Redecilla del Camino, Belorado and Burgos
Date: November 20, 21 and 22, 2013
Today's Mileage: 57 Total Mileage: 1301
The dormitory room at the Albergue with 80 pilgrims was very busy in the morning. 4 bunks shared a small row of space. I have 3 bags which sitting upright next to each other fills the space the length of the bed from head to tow. Everyone else is carrying their packs which are much smaller. Since I am on a bike I got dressed quickly and then went to find breakfast to give my bunk mates more room. My latest food discovery is tortilla con potatas. It is like a potato quiche or fritatta and I love it. I found a slice with a couple of cafe solos and then I was ready for the day. When I returned to the albergue everyone was gone. The staff was busy cleaning. It is not allowed to stay at a municipal albergue after 9 am and I was late getting out of there.
The ride in the morning was cold! My gear was doing well except for my feet. I wore socks, sealskins waterproof socks covered with a plastic bag and it wasn't enough. My toes were freezing. The temps were in the 30's and the forecast called for wind and possible snow. I was also climbing all day.
I followed the N-120 which runs very close to the Camino walking path. Occasionally I saw walkers as I started to catch up. By the time I got to Santo Domingo de la Calzada my toes were icicles. This is a good size, very historic, town and I found a bike shop to buy a pair of booties. $50 Castelli booties! I stopped for a wonderful lunch and stood in front of the heater to warm up. The rest of the ride to Redecilla del Camino was very cold and I think the booties helped. I made a stop at an abandoned gas station to get a break from the wind. A sweet Portuguese semi driver was also taking a break. He made me a cup of coffee pulling out a gas stove offering me food too. Boy did that taste good.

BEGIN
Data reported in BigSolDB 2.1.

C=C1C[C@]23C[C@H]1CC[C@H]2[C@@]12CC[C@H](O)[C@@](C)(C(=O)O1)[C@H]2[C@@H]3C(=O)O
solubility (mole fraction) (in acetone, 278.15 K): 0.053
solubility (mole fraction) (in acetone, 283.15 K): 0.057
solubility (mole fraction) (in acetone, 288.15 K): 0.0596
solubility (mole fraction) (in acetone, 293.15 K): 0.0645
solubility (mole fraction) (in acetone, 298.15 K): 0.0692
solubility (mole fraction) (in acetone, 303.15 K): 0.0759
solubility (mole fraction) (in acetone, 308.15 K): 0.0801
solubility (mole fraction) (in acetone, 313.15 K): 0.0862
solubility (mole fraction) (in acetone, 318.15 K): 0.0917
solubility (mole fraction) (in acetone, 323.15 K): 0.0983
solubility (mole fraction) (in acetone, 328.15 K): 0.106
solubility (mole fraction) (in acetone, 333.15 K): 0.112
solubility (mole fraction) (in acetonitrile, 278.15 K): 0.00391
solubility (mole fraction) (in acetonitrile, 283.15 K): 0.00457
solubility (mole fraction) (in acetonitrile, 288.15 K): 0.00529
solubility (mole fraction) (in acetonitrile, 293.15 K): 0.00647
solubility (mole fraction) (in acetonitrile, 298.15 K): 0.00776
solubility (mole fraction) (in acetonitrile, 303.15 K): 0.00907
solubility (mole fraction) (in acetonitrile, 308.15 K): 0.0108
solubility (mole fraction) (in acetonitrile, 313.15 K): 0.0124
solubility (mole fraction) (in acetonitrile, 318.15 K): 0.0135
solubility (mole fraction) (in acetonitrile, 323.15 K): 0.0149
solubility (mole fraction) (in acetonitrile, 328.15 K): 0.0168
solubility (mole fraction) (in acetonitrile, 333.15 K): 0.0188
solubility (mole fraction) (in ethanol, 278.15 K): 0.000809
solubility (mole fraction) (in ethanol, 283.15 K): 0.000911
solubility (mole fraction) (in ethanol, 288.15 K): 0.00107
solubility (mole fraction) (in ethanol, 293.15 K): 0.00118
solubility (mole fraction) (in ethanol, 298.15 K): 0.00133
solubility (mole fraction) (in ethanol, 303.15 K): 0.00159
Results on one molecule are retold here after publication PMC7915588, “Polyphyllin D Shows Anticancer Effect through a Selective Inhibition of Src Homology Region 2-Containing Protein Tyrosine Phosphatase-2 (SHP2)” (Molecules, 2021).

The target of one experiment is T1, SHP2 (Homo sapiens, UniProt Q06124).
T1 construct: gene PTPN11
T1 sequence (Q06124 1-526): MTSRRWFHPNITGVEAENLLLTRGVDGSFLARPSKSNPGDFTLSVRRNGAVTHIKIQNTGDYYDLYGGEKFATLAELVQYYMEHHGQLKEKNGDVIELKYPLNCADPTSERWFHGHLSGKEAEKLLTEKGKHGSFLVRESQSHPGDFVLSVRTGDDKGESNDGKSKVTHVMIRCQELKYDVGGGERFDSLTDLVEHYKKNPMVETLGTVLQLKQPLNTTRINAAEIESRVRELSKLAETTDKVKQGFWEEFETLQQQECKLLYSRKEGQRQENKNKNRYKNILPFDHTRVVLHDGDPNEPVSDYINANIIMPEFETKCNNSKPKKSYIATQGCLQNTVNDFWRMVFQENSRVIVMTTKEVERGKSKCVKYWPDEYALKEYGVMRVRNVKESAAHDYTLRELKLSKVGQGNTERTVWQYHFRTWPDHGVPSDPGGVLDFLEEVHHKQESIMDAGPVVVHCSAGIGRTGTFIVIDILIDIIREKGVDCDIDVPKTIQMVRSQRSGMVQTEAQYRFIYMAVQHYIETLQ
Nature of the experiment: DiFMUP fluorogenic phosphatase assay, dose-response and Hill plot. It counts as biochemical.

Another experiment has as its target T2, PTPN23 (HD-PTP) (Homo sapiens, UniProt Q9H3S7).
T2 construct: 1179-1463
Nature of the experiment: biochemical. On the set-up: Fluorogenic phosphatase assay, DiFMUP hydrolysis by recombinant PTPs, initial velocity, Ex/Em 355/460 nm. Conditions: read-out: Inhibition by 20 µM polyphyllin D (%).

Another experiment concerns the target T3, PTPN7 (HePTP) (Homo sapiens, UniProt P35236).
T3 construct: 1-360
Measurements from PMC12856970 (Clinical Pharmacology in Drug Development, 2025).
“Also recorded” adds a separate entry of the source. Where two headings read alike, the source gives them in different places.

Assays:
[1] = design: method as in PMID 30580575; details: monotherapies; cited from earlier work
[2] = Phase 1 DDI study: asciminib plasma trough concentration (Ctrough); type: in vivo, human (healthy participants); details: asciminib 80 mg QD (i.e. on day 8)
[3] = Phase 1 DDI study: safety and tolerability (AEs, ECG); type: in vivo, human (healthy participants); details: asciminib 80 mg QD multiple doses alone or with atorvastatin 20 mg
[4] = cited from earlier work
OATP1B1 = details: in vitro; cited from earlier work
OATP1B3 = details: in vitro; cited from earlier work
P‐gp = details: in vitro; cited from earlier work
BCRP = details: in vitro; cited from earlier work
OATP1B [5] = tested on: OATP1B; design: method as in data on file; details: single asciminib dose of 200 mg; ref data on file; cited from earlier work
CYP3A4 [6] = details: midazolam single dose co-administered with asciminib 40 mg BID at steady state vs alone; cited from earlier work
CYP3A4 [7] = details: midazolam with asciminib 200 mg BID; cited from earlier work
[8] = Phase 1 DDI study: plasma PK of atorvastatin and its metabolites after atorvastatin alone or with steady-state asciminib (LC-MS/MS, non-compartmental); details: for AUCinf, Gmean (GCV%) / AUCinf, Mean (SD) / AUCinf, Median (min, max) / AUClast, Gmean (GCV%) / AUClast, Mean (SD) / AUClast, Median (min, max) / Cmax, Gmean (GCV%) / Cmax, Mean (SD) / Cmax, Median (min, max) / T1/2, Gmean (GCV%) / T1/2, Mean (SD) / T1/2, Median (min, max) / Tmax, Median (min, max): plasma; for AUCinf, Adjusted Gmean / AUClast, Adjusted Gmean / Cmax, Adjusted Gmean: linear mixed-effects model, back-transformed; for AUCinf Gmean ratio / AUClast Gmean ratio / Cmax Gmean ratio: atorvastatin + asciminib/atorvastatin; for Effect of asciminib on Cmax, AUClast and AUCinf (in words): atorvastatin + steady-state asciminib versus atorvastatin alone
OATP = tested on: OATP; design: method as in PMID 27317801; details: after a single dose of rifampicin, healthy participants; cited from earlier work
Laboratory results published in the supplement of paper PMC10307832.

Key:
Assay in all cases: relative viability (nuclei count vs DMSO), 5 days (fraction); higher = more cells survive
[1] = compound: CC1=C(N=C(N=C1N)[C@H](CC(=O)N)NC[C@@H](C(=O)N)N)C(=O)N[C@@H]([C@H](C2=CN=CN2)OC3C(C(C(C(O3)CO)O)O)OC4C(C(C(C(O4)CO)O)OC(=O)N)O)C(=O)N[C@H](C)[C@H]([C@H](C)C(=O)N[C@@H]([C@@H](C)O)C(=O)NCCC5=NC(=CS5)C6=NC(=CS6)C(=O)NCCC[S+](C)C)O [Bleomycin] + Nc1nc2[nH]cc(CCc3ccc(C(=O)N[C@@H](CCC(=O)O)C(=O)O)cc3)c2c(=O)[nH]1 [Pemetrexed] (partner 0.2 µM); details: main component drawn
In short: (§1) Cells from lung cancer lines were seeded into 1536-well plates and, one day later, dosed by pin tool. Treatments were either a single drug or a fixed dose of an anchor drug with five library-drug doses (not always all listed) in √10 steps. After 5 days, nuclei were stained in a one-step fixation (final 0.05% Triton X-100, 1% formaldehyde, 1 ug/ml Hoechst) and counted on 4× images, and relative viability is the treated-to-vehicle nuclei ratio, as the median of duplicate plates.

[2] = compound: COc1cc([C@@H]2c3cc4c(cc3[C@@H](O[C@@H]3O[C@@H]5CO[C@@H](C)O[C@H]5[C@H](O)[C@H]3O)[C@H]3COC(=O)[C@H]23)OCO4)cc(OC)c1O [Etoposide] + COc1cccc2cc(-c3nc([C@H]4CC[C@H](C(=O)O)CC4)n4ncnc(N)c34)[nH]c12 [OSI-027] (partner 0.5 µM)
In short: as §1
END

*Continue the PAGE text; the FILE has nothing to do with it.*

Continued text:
I pulled into the municipal albergue at Redecilla del Camino and was the first to arrive. The young man running the place, Moussa, took 5e and made sure to tell me he was from Morocco. We put Myrtle in a locked room and he offered to make me food. I accepted his offer. This town is so small I doubted anything was open and it was too cold to go out anyway. We brought my stuff upstairs to a room with 8 beds. The room was freezing cold with a very weak space heater. I could only feel the heat if I actually put my hands on it. Moussa promised the shower was very hot telling me to be careful. The shower was hot for about 2 minutes and then it went cold. I, of course, had a head full of shampoo and rinsed off as quickly as possible. The tile floor in the bathroom was so cold it was painful for my feet. I got dressed with as many layers as possible and went downstairs. Moussa had a plate of rice and fried eggs for me. He didn't speak English and kept talking to me as if I understood. When I told him I didn't understand he spoke louder.